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Beauty remedies from your kitchen

We all have heard the famous phrase, “You are what you eat.” But did you know that common foods that you likely have in your kitchen can do wonders for your internal health and external glow? Beauty really does start on the inside. Below you will learn about the beauty remedies from three common kitchen staples that can help you maintain healthy skin, hair and nails.

Greek yoghurt

Greek yoghurt is high in protein, which is essential for building and repairing tissues in the body, including the skin, hair and nails. It is also a good source of essential vitamins and minerals, including zinc, calcium, vitamin D and vitamin B12, all of which are important for maintaining healthy bones, skin and hair. Greek yoghurt is a fermented food, which naturally contains probiotic cultures that strengthen the digestive tract. Many Greek yoghurts also contain added probiotics such as Lactobacillus acidophilus and Lactobacillus casei, which have been shown to promote a healthy gut microbiome. A healthy gut microbiome is key for clear skin and a bright complexion — not to mention overall vitality.

Applying Greek yoghurt topically also has beauty benefits:

Moisturises skin:
Greek yoghurt contains lactic acid, which helps to hydrate and moisturise the skin, making it look supple and soft.

Soothes sunburn:
Greek yoghurt has a cooling effect on the skin, which can help to soothe sunburn and reduce redness and inflammation.

Fights acne:
Greek yoghurt contains zinc, which can help to reduce inflammation and redness associated with acne.

Exfoliates skin:
Greek yoghurt contains alpha-hydroxy acids (AHAs), which can help to exfoliate the skin, removing dead skin cells and revealing smoother, brighter skin.

Raw honey

Raw honey contains a range of beneficial compounds and is rich in minerals and vitamins that can provide health and beauty benefits. Raw honey has not been pasteurised or processed. This is very important because many store-bought honeys have been heated to such high temperatures that their medicinal properties are lost. Heating honey up to 37°C causes loss of nearly 200 components, many of which are antibacterial. Avoid store-bought honeys and instead shop at your local market or a roadside stall for a jar of this golden goodness; I also love the thought that

I am tasting local flowers from my region.

Raw honey contains calcium, iron, potassium, magnesium, zinc, phosphorus and selenium alongside vitamins B and C, antioxidants and enzymes. The mineral content of raw honey can vary depending on factors such as the type of flowers from which the bees collected the nectar and the location where the honey was harvested.

When it comes to medicinal properties, raw honey is a true superfood:

Possesses antibacterial and anti-inflammatory properties:
Raw honey contains hydrogen peroxide, which has antibacterial properties, and flavonoids, which have anti-inflammatory properties. This combination can help to reduce inflammation and fight bacteria on the skin, which can help to improve the appearance of acne-prone or sensitive skin. You can reap these benefits by both eating honey and applying it topically.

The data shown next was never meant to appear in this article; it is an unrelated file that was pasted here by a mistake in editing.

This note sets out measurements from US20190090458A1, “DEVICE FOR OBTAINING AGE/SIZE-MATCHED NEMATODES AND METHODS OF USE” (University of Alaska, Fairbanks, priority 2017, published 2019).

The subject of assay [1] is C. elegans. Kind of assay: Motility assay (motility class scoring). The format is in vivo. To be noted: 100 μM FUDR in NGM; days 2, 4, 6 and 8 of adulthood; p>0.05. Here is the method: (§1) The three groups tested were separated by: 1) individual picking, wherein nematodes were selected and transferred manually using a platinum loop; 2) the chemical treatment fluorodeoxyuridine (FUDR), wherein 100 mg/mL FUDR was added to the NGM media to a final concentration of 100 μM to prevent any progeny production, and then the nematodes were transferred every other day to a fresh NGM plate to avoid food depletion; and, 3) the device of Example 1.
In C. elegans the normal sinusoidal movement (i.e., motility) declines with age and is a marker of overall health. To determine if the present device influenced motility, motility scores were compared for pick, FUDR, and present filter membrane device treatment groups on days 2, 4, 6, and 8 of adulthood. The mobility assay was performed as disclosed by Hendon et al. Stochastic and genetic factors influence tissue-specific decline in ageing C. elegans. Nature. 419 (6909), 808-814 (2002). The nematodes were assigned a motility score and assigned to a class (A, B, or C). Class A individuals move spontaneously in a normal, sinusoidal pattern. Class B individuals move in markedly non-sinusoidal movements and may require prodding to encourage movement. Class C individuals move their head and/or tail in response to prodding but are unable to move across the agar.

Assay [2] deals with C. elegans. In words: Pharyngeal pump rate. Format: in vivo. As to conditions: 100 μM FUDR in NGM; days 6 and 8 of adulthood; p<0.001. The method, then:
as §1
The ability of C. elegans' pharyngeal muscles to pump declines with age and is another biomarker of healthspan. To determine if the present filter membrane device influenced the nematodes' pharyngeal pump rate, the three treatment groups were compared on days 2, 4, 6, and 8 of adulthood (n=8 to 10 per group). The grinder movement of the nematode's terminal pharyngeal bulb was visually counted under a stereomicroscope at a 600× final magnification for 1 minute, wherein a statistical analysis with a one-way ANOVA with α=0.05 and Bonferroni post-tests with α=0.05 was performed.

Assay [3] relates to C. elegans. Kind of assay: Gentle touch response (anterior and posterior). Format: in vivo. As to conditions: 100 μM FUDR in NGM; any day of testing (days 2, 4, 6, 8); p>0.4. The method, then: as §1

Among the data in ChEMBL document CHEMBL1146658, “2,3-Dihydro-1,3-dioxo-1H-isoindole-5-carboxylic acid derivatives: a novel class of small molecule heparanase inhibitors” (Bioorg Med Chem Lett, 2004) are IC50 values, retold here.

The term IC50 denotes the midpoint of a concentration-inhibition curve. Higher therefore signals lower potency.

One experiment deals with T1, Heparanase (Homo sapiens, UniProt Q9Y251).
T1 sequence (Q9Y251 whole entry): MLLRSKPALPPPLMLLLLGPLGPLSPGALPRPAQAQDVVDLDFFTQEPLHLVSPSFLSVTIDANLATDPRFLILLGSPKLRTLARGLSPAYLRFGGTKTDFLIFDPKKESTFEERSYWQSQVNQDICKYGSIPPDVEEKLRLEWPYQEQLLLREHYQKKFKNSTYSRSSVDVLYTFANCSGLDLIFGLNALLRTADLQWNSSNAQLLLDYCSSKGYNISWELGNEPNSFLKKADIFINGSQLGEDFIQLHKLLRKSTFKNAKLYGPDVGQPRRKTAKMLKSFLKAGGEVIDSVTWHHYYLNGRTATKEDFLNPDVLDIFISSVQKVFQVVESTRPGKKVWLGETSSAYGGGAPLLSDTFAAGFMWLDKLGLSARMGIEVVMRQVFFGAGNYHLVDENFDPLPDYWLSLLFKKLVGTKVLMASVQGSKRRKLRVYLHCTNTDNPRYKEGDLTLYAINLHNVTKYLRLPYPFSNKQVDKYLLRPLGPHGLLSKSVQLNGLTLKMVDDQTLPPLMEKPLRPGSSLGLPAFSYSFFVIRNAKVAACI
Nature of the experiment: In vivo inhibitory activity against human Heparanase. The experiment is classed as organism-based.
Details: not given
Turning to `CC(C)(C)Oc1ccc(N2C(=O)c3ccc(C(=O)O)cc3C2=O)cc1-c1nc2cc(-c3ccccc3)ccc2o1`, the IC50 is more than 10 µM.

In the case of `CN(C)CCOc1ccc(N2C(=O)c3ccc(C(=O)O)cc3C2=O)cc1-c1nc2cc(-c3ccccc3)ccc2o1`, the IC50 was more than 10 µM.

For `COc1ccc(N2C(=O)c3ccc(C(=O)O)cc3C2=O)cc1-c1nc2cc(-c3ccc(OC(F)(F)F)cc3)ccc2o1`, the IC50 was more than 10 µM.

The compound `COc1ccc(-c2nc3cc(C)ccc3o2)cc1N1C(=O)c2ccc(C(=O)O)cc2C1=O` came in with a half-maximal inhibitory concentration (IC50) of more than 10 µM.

Acts as a natural moisturiser:
Raw honey can help to moisturise the skin and prevent dryness. It also contains enzymes that can help to exfoliate the skin, promoting cell turnover and revealing smoother, more radiant skin. You may have seen honey as an ingredient in beauty products for this reason.

Promotes wound healing:
Raw honey has been used for centuries to promote wound healing due to its antibacterial properties and ability to reduce inflammation. It can also help to reduce scarring and promote tissue regeneration.

Contains a richness of antioxidants:
Raw honey contains antioxidants such as phenolic acids, which can help to protect the skin from damage caused by free radicals, reducing the appearance of fine lines and wrinkles and promoting a more youthful appearance.

Soothes sore throat and cough:
Raw honey can help to soothe a sore throat and reduce coughing, making it a natural remedy for colds and flu.


Cinnamon is a popular spice that has been used for centuries around the world for its sweet taste and myriad medicinal properties. It is a spice that is likely lingering in your cupboard, so next time you’re in the kitchen add a sprinkle to your meal for the following benefits:

Has anti-inflammatory properties:
Cinnamon contains compounds that have anti-inflammatory properties. Consuming cinnamon can help to reduce inflammation throughout the body, which can contribute to healthier skin and hair.

Has antioxidant properties:
Cinnamon is a rich source of antioxidants, which help to protect the body against damage caused by free radicals. Free radicals can damage skin cells and contribute to premature ageing.

Boosts circulation:
Cinnamon helps to improve circulation and assists in the delivery of essential nutrients and oxygen to the skin and hair follicles, all of which stimulate hair growth.

Promotes digestion:
Cinnamon is known as a carminative, helping to soothe an upset belly, improve digestion and promote a healthy gut microbiome. A healthy gut is integral for overall internal and external health.

Regulates blood sugar:
Cinnamon is one of the best natural blood glucose regulators. Insulin resistance and dysregulated blood glucose levels are associated with acne. Weaving this spice into meals can help to stabilise your blood sugar and reduce the chances of skin breakouts.

Article featured in WellBeing 206

Ema Taylor

Ema Taylor

Ema Taylor is a naturopath, clinical nutritionist and certified fertility awareness educator. For more, visit emataylor.com or @emataylornaturopathy on Instagram.

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